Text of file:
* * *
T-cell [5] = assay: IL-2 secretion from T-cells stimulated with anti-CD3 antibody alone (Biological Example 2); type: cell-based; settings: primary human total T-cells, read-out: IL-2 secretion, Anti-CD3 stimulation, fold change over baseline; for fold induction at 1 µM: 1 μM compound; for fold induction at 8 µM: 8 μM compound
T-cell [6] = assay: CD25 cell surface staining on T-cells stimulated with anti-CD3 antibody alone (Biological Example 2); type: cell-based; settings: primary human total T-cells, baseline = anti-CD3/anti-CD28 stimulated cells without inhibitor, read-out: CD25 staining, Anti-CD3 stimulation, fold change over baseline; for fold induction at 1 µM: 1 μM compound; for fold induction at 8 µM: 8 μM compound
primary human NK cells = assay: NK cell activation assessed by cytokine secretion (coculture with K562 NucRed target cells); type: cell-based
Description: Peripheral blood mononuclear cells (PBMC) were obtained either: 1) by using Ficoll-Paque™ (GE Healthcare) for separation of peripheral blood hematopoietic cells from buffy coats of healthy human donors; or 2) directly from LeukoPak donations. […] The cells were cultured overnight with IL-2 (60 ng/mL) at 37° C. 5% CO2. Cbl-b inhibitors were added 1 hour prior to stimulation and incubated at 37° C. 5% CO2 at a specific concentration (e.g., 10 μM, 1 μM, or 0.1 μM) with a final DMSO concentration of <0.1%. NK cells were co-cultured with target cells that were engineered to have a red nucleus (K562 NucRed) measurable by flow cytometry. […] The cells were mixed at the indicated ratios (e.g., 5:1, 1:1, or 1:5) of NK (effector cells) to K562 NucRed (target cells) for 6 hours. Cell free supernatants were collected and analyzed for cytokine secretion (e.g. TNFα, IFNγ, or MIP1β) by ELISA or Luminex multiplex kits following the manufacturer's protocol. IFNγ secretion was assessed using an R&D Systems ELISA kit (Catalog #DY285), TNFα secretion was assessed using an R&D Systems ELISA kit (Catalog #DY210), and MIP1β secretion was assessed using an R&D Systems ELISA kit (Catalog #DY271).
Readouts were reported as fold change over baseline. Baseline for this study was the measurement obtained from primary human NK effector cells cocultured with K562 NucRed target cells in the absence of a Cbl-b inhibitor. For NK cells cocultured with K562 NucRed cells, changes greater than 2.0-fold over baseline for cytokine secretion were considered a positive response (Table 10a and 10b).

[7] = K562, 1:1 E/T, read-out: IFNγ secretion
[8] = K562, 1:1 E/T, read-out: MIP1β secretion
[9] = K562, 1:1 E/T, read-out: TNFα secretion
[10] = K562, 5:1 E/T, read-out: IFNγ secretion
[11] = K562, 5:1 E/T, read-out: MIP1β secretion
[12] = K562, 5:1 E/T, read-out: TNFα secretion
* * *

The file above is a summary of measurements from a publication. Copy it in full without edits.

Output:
T-cell [5] = assay: IL-2 secretion from T-cells stimulated with anti-CD3 antibody alone (Biological Example 2); type: cell-based; settings: primary human total T-cells, read-out: IL-2 secretion, Anti-CD3 stimulation, fold change over baseline; for fold induction at 1 µM: 1 μM compound; for fold induction at 8 µM: 8 μM compound
T-cell [6] = assay: CD25 cell surface staining on T-cells stimulated with anti-CD3 antibody alone (Biological Example 2); type: cell-based; settings: primary human total T-cells, baseline = anti-CD3/anti-CD28 stimulated cells without inhibitor, read-out: CD25 staining, Anti-CD3 stimulation, fold change over baseline; for fold induction at 1 µM: 1 μM compound; for fold induction at 8 µM: 8 μM compound
primary human NK cells = assay: NK cell activation assessed by cytokine secretion (coculture with K562 NucRed target cells); type: cell-based
Description: Peripheral blood mononuclear cells (PBMC) were obtained either: 1) by using Ficoll-Paque™ (GE Healthcare) for separation of peripheral blood hematopoietic cells from buffy coats of healthy human donors; or 2) directly from LeukoPak donations. […] The cells were cultured overnight with IL-2 (60 ng/mL) at 37° C. 5% CO2. Cbl-b inhibitors were added 1 hour prior to stimulation and incubated at 37° C. 5% CO2 at a specific concentration (e.g., 10 μM, 1 μM, or 0.1 μM) with a final DMSO concentration of <0.1%. NK cells were co-cultured with target cells that were engineered to have a red nucleus (K562 NucRed) measurable by flow cytometry. […] The cells were mixed at the indicated ratios (e.g., 5:1, 1:1, or 1:5) of NK (effector cells) to K562 NucRed (target cells) for 6 hours. Cell free supernatants were collected and analyzed for cytokine secretion (e.g. TNFα, IFNγ, or MIP1β) by ELISA or Luminex multiplex kits following the manufacturer's protocol. IFNγ secretion was assessed using an R&D Systems ELISA kit (Catalog #DY285), TNFα secretion was assessed using an R&D Systems ELISA kit (Catalog #DY210), and MIP1β secretion was assessed using an R&D Systems ELISA kit (Catalog #DY271).
Readouts were reported as fold change over baseline. Baseline for this study was the measurement obtained from primary human NK effector cells cocultured with K562 NucRed target cells in the absence of a Cbl-b inhibitor. For NK cells cocultured with K562 NucRed cells, changes greater than 2.0-fold over baseline for cytokine secretion were considered a positive response (Table 10a and 10b).

[7] = K562, 1:1 E/T, read-out: IFNγ secretion
[8] = K562, 1:1 E/T, read-out: MIP1β secretion
[9] = K562, 1:1 E/T, read-out: TNFα secretion
[10] = K562, 5:1 E/T, read-out: IFNγ secretion
[11] = K562, 5:1 E/T, read-out: MIP1β secretion
[12] = K562, 5:1 E/T, read-out: TNFα secretion